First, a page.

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Philips SBC HP430 Review

Brief: The HP430 (not to be confused with the HS430 clip-on) is another budget-priced portable from Philips – an ultralight DJ-style headphone that wows with its sound but offers little else.

MSRP: $39.95 (discontinued)
Current Price: $25 from

Build Quality (4/10): The build quality of the SBC HP430 is a two-sided affair. On one hand there is a purposeful minimalism to the design that I rather like. The thick plastics and stitched headband look quite nice and the metal rotating mechanism is smooth and robust. The fitting of the plastics is sub-par, though, and the while structure tends to rattle and wobble. In contrast to the nice material used on the headband, the pleather on the pads is so thin it feels more like tissue paper. The thick cabling features an inline volume control and large molded strain relief on the 3.5mm plug. The cords have a fair bit of memory character, which is frustrating. I want to like the HP430 but I just can’t help feeling that it was designed to be a more upmarket headphone and then thrown together from cheaper materials to cut costs.

Comfort (7.5/10): The HP430 is extremely lightweight, clamps very little, and has generous padding on the headband and earcups. The resulting fit is pleasant but not nearly secure enough for my liking. An odd feature of the design is that the earcups swivel in the wrong direction in order to fold flat, which results in a less compliant fit than otherwise possible.

Isolation (4.5/10): The HP430 is a closed-back headphone that isolates a fair amount if a good seal is achieved. However, the light clamping force never really provides a great seal so plenty of noise leaks in and some sound leaks out.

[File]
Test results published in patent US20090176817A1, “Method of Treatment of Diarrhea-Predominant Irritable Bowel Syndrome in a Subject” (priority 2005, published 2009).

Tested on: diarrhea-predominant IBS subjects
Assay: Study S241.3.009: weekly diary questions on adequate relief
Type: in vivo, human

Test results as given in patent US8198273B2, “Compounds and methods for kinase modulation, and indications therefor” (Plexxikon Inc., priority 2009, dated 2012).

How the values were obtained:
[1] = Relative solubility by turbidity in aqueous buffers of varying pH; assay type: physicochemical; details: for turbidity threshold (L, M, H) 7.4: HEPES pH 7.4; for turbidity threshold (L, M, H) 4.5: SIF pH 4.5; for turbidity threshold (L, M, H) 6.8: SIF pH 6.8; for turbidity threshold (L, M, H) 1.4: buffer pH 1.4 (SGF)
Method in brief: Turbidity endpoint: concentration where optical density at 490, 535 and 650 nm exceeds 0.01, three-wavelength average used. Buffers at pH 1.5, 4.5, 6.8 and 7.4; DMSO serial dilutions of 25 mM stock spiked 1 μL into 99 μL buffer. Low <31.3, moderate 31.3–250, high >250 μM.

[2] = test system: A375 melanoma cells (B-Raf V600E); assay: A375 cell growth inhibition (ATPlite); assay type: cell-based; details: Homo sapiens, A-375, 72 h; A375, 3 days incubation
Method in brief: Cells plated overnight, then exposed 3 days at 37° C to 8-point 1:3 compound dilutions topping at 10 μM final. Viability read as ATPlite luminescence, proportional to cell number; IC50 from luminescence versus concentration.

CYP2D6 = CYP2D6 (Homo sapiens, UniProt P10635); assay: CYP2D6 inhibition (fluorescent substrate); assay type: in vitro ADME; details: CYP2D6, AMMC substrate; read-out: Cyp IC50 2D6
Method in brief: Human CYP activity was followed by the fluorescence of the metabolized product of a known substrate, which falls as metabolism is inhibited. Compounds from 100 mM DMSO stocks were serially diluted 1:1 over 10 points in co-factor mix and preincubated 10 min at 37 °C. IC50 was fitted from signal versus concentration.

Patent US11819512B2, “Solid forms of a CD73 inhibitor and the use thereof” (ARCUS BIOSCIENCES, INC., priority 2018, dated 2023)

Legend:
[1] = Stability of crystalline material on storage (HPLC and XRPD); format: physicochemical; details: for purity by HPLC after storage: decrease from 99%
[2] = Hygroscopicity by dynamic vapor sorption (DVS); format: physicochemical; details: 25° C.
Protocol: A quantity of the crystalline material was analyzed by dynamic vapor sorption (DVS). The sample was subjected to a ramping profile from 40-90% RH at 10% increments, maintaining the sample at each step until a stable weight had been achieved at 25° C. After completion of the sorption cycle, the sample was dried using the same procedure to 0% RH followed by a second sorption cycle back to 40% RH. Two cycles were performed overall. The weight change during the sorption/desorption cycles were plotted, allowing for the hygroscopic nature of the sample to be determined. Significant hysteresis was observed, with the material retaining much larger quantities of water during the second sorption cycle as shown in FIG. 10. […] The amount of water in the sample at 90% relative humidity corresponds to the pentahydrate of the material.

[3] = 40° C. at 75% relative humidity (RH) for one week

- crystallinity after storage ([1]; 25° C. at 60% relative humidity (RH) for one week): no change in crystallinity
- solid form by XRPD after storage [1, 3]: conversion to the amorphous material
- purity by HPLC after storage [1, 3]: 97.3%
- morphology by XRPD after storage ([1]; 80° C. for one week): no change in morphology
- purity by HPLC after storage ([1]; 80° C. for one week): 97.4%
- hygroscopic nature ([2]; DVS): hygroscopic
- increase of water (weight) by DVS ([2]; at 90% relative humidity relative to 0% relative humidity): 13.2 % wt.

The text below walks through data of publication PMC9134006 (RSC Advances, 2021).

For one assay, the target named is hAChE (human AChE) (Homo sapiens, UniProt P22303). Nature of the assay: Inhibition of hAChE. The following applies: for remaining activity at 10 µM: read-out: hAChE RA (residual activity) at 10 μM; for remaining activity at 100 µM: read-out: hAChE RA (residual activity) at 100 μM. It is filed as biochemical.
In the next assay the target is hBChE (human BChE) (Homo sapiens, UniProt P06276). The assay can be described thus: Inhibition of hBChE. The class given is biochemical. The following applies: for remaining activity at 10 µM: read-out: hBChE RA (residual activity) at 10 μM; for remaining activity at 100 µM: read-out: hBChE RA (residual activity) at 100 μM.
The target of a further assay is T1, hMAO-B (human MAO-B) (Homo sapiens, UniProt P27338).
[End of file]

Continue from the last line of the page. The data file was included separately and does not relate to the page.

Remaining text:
Sound (5.75/10): If these have one definite strength it’s the sound. The clarity and balance are excellent with nothing standing out on the frequency response. The average-sized soundstage has good separation and positioning and the signature is tonally neutral. The bass is heard rather than felt unless a very good seal is achieved so they are likely too bass-light for the average consumer. Treble has equal presence and is neither too bright nor too harsh. It has a bit of edginess to it but I don’t expect great refinement from $30 portables. The mids can sound a little thin but there’s a delicacy to the sound which puts them above most of the competition. One thing that surprised was that these do benefit from a little extra juice – there are notable improvements to the sound when a mini3 or T4 is added between the headphones and my Fuze. Overall while these may sound boring to some, the lack of aggression when compared to the Ultrasone Zinos, KSC75s, and AKG K81DJs that I’ve been listening to lately is a welcome change.

Value (6.5/10): The HP430 is another interesting entry from Philips that’s let down by the build quality and choice of materials rather than sound quality. The sound is well-balanced and boasts excellent clarity and quite a bit of detail. With a slightly tighter fit and a less shaky construction they could be serious competition for the PX100s and PortaPros. As it stands, they’re just a good-sounding portable that isn’t quite there all-around.

Manufacturer Specs:
Frequency Response: 20-25,000 Hz
Impedance: 32 Ω
Sensitivity: 106 dB SPL/1mW
Cord: 3.94ft (1.2m) + 5.9ft (1.8m) extension; Straight Plug
Space-Saving Mechanism:Flat-folding





Living in the fast-paced city of Los Angeles, ljokerl has been using portable audio gear to deal with lengthy commutes for the better part of a decade. He spends much of his time listening to music and occasionally writes portable audio reviews across several enthusiast sites, focusing mostly on in-ear earphones.


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